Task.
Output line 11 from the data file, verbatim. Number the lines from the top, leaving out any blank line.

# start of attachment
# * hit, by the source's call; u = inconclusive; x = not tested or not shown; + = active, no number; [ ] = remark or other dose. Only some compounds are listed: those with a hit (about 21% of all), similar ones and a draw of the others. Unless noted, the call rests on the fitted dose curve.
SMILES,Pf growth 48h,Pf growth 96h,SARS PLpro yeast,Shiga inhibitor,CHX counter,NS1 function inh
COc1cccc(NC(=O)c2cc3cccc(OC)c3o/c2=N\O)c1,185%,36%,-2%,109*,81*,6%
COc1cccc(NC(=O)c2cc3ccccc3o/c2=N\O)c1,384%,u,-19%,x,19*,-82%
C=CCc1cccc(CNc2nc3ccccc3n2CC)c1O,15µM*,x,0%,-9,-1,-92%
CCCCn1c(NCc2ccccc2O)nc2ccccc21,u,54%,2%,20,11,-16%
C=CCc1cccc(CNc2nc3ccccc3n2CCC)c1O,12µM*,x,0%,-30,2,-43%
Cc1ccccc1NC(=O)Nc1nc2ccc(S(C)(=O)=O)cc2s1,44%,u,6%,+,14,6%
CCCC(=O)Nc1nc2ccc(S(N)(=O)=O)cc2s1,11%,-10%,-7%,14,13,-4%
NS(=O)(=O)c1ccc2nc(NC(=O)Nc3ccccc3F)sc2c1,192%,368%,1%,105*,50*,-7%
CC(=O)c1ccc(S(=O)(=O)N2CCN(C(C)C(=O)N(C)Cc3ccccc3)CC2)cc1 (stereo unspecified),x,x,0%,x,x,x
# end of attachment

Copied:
CC(=O)c1ccc(S(=O)(=O)N2CCN(C(C)C(=O)N(C)Cc3ccccc3)CC2)cc1 (stereo unspecified),x,x,0%,x,x,x